Alright, let’s get right down to the nitty-gritty of this retail experience shenanigans, shall we? What is the retail experience that most people demand be just right? Emotional, even. Memorable. Colorful. Joyful. (Gettin’ it yet?) Merry?
Christmas, of course. Give families dusty decorations they’ve seen for years, crackly carols on PA systems, skinny Santas with droopy fake beards, and they will abandon you as fast as Simon handed Atlanta’s Town Center at Cobb mall back to the bank this year. And one thing the Galleria Dallas mall intends to do—no matter what the world throws in its way—is give its loyal customers the best darned Christmas south of the North Pole.
“We have a 95-foot-tall Christmas tree that we place in the middle of our skating rink. It has 450,000 lights, 12,000 ornaments. A team of 80 people work five days to put it up, and more people skate around it than skate around the Christmas tree in Rockefeller Center,” said Chuck Steelman, VP of experience, programming, and partnerships for Trademark, the Texas-based developer that owner UBS Realty investors hired in 2018 to renovate and manage one of Dallas’s most beloved malls.
2020’s pandemic-primed “Snow Day Dallas” was comprised of 12 holiday-themed scenes. Guests were given bracelets to activate photos of their poses. Kids entering the premises were handed Rudolf the Red-Nosed Reindeer face masks to help engage them in the Christmas spirit. The event ran for five weeks and drew 16,000 visitors from 770 Zip Codes.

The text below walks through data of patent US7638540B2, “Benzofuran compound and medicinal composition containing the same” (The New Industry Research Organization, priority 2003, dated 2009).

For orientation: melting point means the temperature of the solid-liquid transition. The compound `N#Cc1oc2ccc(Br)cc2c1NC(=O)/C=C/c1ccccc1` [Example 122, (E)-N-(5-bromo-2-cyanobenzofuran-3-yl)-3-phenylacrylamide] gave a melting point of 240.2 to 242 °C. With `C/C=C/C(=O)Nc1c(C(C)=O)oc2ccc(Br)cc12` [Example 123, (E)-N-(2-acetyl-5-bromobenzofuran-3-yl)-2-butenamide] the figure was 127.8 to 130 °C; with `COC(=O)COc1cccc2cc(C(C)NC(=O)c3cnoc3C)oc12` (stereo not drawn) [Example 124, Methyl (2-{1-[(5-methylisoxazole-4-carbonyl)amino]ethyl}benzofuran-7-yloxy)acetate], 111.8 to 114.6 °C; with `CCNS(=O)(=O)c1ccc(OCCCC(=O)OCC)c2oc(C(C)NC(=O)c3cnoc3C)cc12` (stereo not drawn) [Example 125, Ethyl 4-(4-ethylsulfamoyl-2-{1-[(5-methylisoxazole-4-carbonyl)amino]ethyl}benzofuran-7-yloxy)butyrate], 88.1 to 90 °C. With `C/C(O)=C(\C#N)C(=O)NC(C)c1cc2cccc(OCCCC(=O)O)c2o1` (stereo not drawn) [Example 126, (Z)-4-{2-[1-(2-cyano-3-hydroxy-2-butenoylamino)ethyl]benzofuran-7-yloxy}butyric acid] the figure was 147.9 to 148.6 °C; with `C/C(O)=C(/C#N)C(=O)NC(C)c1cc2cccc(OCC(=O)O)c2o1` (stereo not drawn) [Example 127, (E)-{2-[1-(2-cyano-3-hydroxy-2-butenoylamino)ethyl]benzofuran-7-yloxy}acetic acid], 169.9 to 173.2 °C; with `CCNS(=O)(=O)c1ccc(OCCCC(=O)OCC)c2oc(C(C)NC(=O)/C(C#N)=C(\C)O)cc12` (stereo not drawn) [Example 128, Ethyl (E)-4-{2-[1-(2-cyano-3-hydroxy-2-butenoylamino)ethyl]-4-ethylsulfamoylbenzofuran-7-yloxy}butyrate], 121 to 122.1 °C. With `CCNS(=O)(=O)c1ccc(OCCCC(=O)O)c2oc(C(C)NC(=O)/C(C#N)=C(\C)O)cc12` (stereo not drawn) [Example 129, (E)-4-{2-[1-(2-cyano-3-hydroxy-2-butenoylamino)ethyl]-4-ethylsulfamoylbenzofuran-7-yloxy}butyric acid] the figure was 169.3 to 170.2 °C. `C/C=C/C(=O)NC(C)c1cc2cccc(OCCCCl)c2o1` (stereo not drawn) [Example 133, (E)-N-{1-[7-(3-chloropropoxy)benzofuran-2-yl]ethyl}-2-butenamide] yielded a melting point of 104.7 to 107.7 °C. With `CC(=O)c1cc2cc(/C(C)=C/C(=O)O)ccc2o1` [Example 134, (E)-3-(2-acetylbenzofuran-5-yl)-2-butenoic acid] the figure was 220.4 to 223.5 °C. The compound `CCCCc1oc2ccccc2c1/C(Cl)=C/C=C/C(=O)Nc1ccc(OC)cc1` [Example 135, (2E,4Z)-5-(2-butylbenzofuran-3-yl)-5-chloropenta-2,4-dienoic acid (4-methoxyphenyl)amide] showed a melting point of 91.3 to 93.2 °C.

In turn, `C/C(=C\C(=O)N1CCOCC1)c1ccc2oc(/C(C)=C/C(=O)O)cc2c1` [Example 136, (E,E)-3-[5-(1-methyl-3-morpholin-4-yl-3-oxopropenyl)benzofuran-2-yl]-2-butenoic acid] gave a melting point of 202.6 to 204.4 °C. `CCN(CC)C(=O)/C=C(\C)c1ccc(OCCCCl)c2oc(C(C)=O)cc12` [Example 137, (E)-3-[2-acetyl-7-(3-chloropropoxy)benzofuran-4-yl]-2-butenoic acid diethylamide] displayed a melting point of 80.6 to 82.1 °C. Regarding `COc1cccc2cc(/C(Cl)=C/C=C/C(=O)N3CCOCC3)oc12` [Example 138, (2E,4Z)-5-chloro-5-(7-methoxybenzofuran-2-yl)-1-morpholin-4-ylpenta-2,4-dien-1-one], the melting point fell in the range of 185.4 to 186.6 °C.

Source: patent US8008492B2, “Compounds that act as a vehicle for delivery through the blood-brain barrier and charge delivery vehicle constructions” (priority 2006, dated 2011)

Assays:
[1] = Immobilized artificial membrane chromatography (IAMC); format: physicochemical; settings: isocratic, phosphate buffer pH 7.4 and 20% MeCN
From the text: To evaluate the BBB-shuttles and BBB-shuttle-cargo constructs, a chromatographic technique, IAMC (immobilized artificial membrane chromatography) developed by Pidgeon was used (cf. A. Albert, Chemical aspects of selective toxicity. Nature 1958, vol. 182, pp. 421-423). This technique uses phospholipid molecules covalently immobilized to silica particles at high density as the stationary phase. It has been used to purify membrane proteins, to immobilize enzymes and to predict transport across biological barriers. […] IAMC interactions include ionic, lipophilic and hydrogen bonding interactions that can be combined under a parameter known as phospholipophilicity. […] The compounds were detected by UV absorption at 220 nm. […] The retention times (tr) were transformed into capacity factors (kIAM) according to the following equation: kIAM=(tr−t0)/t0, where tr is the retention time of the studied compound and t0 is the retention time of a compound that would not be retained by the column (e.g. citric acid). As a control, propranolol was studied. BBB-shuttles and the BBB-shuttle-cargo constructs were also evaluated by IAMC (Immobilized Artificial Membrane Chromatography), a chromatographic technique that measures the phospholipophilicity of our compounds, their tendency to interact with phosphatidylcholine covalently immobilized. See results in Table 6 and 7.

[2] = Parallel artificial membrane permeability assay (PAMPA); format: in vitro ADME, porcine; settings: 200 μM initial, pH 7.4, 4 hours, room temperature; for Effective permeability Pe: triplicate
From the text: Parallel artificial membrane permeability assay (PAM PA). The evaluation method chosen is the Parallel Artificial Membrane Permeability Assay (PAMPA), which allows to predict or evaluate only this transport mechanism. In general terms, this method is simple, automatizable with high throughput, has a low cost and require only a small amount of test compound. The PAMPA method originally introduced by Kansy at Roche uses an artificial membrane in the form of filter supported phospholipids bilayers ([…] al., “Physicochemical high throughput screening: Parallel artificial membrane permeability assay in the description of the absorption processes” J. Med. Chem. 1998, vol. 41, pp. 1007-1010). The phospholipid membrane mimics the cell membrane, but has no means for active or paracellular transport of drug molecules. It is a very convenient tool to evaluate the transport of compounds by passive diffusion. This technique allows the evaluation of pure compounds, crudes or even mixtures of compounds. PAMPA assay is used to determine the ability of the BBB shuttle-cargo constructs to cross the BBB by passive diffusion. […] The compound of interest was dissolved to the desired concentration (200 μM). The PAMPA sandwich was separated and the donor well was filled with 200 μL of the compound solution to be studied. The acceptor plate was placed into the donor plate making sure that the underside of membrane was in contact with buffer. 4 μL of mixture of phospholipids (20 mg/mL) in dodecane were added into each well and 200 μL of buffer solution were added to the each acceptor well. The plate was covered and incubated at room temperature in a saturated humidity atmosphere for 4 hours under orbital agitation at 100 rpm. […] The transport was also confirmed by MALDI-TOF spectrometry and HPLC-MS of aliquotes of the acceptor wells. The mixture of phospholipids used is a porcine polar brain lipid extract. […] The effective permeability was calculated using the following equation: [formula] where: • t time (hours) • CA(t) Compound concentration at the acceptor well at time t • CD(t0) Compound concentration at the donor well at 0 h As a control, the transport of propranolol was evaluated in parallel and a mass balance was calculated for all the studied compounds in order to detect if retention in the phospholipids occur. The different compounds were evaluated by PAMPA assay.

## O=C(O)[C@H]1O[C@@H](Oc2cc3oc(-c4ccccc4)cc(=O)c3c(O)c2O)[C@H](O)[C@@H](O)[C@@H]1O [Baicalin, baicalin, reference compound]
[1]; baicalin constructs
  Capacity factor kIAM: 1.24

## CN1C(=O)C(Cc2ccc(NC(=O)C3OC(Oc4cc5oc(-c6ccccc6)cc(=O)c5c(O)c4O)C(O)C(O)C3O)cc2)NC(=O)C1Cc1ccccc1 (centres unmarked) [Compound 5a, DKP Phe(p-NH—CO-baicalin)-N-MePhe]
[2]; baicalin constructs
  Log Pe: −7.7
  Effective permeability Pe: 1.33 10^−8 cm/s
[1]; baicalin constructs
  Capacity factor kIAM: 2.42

Respectfully honoring the stature of the Galleria Dallas Christmas tree was just one perfunctory duty the Trademark team performed to help restore the reputation of this long-hallowed public place. It also set off on a full-scale, 21st Century class-up of the mall built in 1982. Among the enhancements:
• Hand-cut Italian marble and wood to refurbish the mall whose architectural design was inspired by Galleria Emanuele II, Italy’s oldest active shopping center.
• Partnered with Fashion Group of Dallas on a gallery wall in which 60 designers and celebrities—including fashion designer Lela Rose, Dallas Cowboy Troy Aikman, and actress Angie Harmon—produced one-of-a-kind face masks that were auctioned off.
• On Juneteenth weekend, a Black Fashion Movement pop-up shop featured 13 black-owned brands from across the U.S. and four Dallas-based companies that included Aisha McShaw, Serita Jakes Home, Kendall Miles, and Keva J Swim.
“We really approached the pandemic as an opportunity to innovate,” Steelman said. “We found we were able to pivot a lot of traditional events even when events weren’t happening.”
Stay tuned for daily profiles of the next seven centers. Until then, catch up on what you missed: